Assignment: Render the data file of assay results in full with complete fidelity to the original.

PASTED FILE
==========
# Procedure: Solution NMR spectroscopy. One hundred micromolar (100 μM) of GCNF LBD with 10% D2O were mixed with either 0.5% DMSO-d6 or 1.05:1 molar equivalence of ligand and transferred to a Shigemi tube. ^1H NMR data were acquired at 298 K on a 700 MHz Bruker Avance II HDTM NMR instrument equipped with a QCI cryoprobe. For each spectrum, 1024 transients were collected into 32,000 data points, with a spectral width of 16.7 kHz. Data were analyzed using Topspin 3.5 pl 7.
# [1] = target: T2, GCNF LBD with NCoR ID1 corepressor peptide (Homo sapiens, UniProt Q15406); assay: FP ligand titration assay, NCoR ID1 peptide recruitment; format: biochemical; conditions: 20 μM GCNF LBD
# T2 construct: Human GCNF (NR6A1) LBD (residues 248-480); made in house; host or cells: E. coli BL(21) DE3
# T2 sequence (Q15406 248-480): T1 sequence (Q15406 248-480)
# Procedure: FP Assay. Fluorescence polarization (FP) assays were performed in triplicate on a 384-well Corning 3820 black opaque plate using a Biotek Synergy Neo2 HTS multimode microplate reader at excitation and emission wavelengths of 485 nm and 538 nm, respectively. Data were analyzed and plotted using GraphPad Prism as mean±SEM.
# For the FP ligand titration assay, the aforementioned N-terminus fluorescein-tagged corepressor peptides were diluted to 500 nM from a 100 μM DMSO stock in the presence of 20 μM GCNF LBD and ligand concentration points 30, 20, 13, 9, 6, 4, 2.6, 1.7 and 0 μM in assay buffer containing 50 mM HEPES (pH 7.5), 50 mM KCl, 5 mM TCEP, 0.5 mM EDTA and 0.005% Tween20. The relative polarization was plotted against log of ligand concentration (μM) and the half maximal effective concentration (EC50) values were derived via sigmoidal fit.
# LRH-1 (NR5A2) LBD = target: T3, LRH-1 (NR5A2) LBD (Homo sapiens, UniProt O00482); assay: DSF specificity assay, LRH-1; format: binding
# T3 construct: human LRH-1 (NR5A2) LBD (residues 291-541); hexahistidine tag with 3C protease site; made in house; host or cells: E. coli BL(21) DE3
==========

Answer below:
# Procedure: Solution NMR spectroscopy. One hundred micromolar (100 μM) of GCNF LBD with 10% D2O were mixed with either 0.5% DMSO-d6 or 1.05:1 molar equivalence of ligand and transferred to a Shigemi tube. ^1H NMR data were acquired at 298 K on a 700 MHz Bruker Avance II HDTM NMR instrument equipped with a QCI cryoprobe. For each spectrum, 1024 transients were collected into 32,000 data points, with a spectral width of 16.7 kHz. Data were analyzed using Topspin 3.5 pl 7.
# [1] = target: T2, GCNF LBD with NCoR ID1 corepressor peptide (Homo sapiens, UniProt Q15406); assay: FP ligand titration assay, NCoR ID1 peptide recruitment; format: biochemical; conditions: 20 μM GCNF LBD
# T2 construct: Human GCNF (NR6A1) LBD (residues 248-480); made in house; host or cells: E. coli BL(21) DE3
# T2 sequence (Q15406 248-480): T1 sequence (Q15406 248-480)
# Procedure: FP Assay. Fluorescence polarization (FP) assays were performed in triplicate on a 384-well Corning 3820 black opaque plate using a Biotek Synergy Neo2 HTS multimode microplate reader at excitation and emission wavelengths of 485 nm and 538 nm, respectively. Data were analyzed and plotted using GraphPad Prism as mean±SEM.
# For the FP ligand titration assay, the aforementioned N-terminus fluorescein-tagged corepressor peptides were diluted to 500 nM from a 100 μM DMSO stock in the presence of 20 μM GCNF LBD and ligand concentration points 30, 20, 13, 9, 6, 4, 2.6, 1.7 and 0 μM in assay buffer containing 50 mM HEPES (pH 7.5), 50 mM KCl, 5 mM TCEP, 0.5 mM EDTA and 0.005% Tween20. The relative polarization was plotted against log of ligand concentration (μM) and the half maximal effective concentration (EC50) values were derived via sigmoidal fit.
# LRH-1 (NR5A2) LBD = target: T3, LRH-1 (NR5A2) LBD (Homo sapiens, UniProt O00482); assay: DSF specificity assay, LRH-1; format: binding
# T3 construct: human LRH-1 (NR5A2) LBD (residues 291-541); hexahistidine tag with 3C protease site; made in house; host or cells: E. coli BL(21) DE3